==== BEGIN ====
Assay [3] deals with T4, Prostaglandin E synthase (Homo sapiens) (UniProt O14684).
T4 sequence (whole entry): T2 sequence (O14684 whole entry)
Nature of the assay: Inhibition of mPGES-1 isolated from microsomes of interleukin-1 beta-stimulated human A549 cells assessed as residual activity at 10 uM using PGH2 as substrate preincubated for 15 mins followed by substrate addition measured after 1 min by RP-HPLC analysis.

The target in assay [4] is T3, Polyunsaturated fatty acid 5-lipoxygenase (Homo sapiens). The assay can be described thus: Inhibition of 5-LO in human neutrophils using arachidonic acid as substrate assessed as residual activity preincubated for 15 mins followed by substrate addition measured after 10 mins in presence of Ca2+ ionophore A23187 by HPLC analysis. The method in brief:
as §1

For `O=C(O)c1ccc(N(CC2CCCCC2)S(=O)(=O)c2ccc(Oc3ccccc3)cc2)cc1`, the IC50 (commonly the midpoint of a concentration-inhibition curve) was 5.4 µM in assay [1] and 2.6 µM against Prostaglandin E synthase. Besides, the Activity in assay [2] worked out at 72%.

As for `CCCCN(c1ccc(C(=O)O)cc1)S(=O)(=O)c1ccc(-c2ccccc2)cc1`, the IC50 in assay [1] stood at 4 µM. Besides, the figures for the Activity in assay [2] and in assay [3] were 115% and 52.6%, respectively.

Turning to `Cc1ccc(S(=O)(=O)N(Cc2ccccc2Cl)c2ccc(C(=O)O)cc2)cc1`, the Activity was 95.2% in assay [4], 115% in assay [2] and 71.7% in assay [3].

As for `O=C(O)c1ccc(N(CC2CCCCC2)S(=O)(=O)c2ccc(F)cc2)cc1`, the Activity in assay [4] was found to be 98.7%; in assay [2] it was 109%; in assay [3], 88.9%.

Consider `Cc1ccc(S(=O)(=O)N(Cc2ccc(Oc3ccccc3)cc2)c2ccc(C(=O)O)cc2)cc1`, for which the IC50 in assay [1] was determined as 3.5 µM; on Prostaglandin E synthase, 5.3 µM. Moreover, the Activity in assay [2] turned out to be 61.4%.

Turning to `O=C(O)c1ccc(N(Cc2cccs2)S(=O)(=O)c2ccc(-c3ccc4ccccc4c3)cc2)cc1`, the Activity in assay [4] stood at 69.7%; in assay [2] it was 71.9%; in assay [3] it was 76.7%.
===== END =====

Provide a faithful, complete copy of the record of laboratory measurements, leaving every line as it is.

Assay [3] deals with T4, Prostaglandin E synthase (Homo sapiens) (UniProt O14684).
T4 sequence (whole entry): T2 sequence (O14684 whole entry)
Nature of the assay: Inhibition of mPGES-1 isolated from microsomes of interleukin-1 beta-stimulated human A549 cells assessed as residual activity at 10 uM using PGH2 as substrate preincubated for 15 mins followed by substrate addition measured after 1 min by RP-HPLC analysis.

The target in assay [4] is T3, Polyunsaturated fatty acid 5-lipoxygenase (Homo sapiens). The assay can be described thus: Inhibition of 5-LO in human neutrophils using arachidonic acid as substrate assessed as residual activity preincubated for 15 mins followed by substrate addition measured after 10 mins in presence of Ca2+ ionophore A23187 by HPLC analysis. The method in brief:
as §1

For `O=C(O)c1ccc(N(CC2CCCCC2)S(=O)(=O)c2ccc(Oc3ccccc3)cc2)cc1`, the IC50 (commonly the midpoint of a concentration-inhibition curve) was 5.4 µM in assay [1] and 2.6 µM against Prostaglandin E synthase. Besides, the Activity in assay [2] worked out at 72%.

As for `CCCCN(c1ccc(C(=O)O)cc1)S(=O)(=O)c1ccc(-c2ccccc2)cc1`, the IC50 in assay [1] stood at 4 µM. Besides, the figures for the Activity in assay [2] and in assay [3] were 115% and 52.6%, respectively.

Turning to `Cc1ccc(S(=O)(=O)N(Cc2ccccc2Cl)c2ccc(C(=O)O)cc2)cc1`, the Activity was 95.2% in assay [4], 115% in assay [2] and 71.7% in assay [3].

As for `O=C(O)c1ccc(N(CC2CCCCC2)S(=O)(=O)c2ccc(F)cc2)cc1`, the Activity in assay [4] was found to be 98.7%; in assay [2] it was 109%; in assay [3], 88.9%.

Consider `Cc1ccc(S(=O)(=O)N(Cc2ccc(Oc3ccccc3)cc2)c2ccc(C(=O)O)cc2)cc1`, for which the IC50 in assay [1] was determined as 3.5 µM; on Prostaglandin E synthase, 5.3 µM. Moreover, the Activity in assay [2] turned out to be 61.4%.

Turning to `O=C(O)c1ccc(N(Cc2cccs2)S(=O)(=O)c2ccc(-c3ccc4ccccc4c3)cc2)cc1`, the Activity in assay [4] stood at 69.7%; in assay [2] it was 71.9%; in assay [3] it was 76.7%.